Widmark followed with other villainous performances in The Street with No Name, Road House, and the Western Yellow Sky (all 1948), the latter film with Gregory Peck and Anne Baxter. Another standout villainous role was in the racial melodrama “No Way Out” (1950), with Sidney Poitier in his film debut. Widmark and Poitier became good friends and worked in several films together in later years.

Widmark played heroic roles in films, including Down to the Sea in Ships, Slattery’s Hurricane (both 1949), and Kazan’s Panic in the Streets (1950). He also featured in Halls of Montezuma (1951) and Don’t Bother to Knock (1952) (with Marilyn Monroe), and appeared in two films for director Samuel Fuller: Pickup on South Street (1953) and Hell and High Water (1954).

Successful films included The Tunnel of Love (1959) with Doris Day, the Westerns Warlock (also 1959) with Henry Fonda, and John Wayne’s The Alamo (1960), the courtroom drama Judgment at Nuremberg (1961), and reuniting with Sidney Poitier in the adventure The Long Ships (1964).

Widmark produced and starred in the films Time Limit (1957), The Secret Ways (1961) — based on a novel by Alistair MacLean, which Widmark also directed (uncredited) due to clashes with original director Phil Karlson’s proposed tongue-in-cheek direction of the screenplay–and The Bedford Incident (1965), his third film with Sidney Poitier and loosely based on the Herman Melville novel Moby Dick.

Widmark began to drift into supporting roles during the 1970s. He was part of an all-star cast in the 1974 film Murder on the Orient Express (playing the murder victim), the 1977 film Rollercoaster (as an FBI agent), and The Swarm (1978). He had a prominent supporting role in Michael Crichton’s Coma (also 1978), with Geneviève Bujold and Michael Douglas.

Widmark appeared with Sidney Poitier who directed him in the comedy Hanky Panky (1982), with Gene Wilder. He also featured in the political thriller Who Dares Wins (also 1982), and Against All Odds (1984), with Jeff Bridges and James Woods.

Widmark appeared in more than 60 films during his career, and he made his final film appearance in the 1991 drama True Colors.

In an interview with Michael Shelden in 2002, Widmark complained that “movie-making has lost a lot of its magic”. He thought it had become “mostly a mechanical process…All they want to do is move the camera around like it was on a rollercoaster. A great director like John Ford knew how to handle it. Ford didn’t move the camera, he moved the people.”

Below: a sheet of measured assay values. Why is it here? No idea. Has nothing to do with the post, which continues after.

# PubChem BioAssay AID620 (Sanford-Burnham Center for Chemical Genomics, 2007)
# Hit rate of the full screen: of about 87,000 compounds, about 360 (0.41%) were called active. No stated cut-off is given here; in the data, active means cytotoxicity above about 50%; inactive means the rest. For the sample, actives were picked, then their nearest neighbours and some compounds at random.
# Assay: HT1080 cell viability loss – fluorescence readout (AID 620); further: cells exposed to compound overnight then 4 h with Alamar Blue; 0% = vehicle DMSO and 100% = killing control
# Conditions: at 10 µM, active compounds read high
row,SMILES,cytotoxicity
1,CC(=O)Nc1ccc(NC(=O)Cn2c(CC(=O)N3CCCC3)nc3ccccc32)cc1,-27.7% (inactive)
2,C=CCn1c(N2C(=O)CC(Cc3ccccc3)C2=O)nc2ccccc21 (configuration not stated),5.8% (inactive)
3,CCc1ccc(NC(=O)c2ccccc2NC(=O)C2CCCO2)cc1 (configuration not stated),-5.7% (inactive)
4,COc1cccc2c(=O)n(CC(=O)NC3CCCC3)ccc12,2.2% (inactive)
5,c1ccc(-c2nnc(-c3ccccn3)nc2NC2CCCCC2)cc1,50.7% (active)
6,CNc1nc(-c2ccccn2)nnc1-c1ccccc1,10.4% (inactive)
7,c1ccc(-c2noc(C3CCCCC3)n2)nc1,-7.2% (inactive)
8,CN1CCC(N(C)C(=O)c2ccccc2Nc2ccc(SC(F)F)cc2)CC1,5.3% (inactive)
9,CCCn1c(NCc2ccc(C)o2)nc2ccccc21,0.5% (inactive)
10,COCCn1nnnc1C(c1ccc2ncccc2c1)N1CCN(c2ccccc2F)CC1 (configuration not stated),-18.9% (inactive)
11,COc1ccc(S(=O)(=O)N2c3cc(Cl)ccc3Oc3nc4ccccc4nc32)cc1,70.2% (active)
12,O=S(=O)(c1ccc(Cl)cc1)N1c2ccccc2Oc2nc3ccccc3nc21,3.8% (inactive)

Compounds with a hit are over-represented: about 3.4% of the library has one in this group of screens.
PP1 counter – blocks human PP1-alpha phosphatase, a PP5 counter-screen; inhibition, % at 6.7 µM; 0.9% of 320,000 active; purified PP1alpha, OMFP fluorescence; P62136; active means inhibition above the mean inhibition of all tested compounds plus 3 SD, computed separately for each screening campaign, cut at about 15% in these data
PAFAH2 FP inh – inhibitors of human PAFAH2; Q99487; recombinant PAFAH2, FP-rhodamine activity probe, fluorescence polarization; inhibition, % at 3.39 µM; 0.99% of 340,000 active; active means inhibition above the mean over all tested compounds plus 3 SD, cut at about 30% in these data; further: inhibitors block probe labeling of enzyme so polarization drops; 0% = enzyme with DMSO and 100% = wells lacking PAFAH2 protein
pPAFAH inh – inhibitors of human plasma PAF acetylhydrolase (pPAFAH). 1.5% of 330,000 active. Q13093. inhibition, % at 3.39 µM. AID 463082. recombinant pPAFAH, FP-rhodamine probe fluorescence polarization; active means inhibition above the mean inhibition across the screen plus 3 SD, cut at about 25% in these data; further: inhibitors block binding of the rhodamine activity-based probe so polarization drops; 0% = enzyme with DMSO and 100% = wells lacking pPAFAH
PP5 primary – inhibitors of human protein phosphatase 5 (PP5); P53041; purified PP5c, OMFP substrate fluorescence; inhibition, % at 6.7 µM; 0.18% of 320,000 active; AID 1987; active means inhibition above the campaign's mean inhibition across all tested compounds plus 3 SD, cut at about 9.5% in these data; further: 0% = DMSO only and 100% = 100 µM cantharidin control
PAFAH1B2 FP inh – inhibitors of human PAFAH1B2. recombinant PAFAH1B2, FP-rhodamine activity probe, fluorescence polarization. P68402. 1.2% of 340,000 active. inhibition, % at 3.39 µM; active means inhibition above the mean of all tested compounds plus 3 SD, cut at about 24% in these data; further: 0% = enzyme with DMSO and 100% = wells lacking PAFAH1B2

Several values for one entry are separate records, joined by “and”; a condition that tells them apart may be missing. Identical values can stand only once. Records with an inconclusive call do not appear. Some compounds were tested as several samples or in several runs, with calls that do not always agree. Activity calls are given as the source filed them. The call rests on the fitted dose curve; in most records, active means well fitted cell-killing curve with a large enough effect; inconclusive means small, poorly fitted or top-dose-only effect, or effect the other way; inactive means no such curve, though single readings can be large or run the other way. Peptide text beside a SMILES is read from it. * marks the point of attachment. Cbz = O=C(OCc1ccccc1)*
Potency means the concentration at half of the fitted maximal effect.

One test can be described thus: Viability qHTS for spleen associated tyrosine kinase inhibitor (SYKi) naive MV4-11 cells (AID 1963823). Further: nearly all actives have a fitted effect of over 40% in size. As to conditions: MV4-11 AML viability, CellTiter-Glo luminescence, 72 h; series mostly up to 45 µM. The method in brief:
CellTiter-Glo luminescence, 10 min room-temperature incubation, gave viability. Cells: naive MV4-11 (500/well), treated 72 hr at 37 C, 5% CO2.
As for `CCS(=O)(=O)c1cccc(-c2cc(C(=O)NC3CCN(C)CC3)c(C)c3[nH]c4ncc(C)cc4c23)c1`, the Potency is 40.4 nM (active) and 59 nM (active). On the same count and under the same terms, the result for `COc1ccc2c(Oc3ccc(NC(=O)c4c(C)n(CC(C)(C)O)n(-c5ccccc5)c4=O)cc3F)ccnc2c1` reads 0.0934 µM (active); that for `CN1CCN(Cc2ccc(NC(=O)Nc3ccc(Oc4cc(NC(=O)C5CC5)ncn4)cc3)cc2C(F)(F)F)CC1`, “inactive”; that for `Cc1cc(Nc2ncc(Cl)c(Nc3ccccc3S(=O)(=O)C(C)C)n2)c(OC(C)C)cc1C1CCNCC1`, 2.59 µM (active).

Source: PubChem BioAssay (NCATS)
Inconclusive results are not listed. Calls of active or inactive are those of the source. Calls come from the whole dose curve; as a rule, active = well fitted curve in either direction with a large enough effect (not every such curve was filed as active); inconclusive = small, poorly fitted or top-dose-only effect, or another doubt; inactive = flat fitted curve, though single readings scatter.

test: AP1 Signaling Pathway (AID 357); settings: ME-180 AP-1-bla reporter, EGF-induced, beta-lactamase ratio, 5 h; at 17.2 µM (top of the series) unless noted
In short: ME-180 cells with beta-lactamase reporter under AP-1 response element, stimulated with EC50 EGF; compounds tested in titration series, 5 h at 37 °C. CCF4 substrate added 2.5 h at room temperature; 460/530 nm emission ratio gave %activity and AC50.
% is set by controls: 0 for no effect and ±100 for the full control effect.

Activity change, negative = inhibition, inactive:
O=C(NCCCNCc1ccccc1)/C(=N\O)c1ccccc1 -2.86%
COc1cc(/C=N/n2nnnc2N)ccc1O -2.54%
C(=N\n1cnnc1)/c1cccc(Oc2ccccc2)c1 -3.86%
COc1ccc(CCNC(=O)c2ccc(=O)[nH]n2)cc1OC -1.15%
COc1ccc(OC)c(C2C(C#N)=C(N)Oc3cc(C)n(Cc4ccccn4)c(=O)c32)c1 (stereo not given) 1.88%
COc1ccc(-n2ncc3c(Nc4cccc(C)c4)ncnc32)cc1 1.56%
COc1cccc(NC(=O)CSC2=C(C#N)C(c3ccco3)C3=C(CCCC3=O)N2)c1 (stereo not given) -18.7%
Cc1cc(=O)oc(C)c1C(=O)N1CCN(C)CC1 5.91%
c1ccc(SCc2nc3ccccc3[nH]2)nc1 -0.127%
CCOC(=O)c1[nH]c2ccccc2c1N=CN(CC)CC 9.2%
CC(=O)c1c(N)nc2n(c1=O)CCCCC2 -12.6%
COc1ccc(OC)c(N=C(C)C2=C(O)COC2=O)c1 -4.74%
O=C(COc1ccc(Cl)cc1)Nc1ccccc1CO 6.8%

Widmark was a mystery guest on the CBS quiz show What’s My Line? in 1954. In 1955, he made a rare foray into comedy on I Love Lucy, portraying himself when a starstruck Lucy trespasses onto his property to steal a souvenir. Widmark finds Lucy sprawled out on his living room floor underneath a bearskin rug.

Series Wins Emmy

Returning to television in the early 1970s, Widmark received an Emmy nomination for his performance as Paul Roudebush, the president of the US, in the TV movie Vanished! (1971), a Fletcher Knebel political thriller. In 1972, he reprised his detective role from Don Siegel’s Madigan (1968) with six 90-minute episodes on the NBC Wednesday Mystery Movie. He participated in a mini-series about Benjamin Franklin, in 1974, which was an experiment of four 90-minute dramas, each with a different actor impersonating Franklin: Widmark, Beau Bridges, Eddie Albert, Melvyn Douglas, and Willie Aames who portrayed Franklin at age 12. The series won a Peabody Award and five Emmys. During the 1980s, Widmark returned to TV with a half-dozen TV movies.

Widmark was married to screenwriter Jean Hazlewood from 1942 until her death in 1997. They had a daughter, Anne Heath Widmark, an artist and author.

In 1999, Widmark married Susan Blanchard, the daughter of Dorothy Hammerstein and stepdaughter of Oscar Hammerstein II; she had been Henry Fonda’s third wife.

Retiring in 2001 (age 77), Widmark died after a long illness on March 24, 2008 at his home in Roxbury, Connecticut at the age of 93. Widmark’s failing health was aggravated by a fall he suffered in 2007.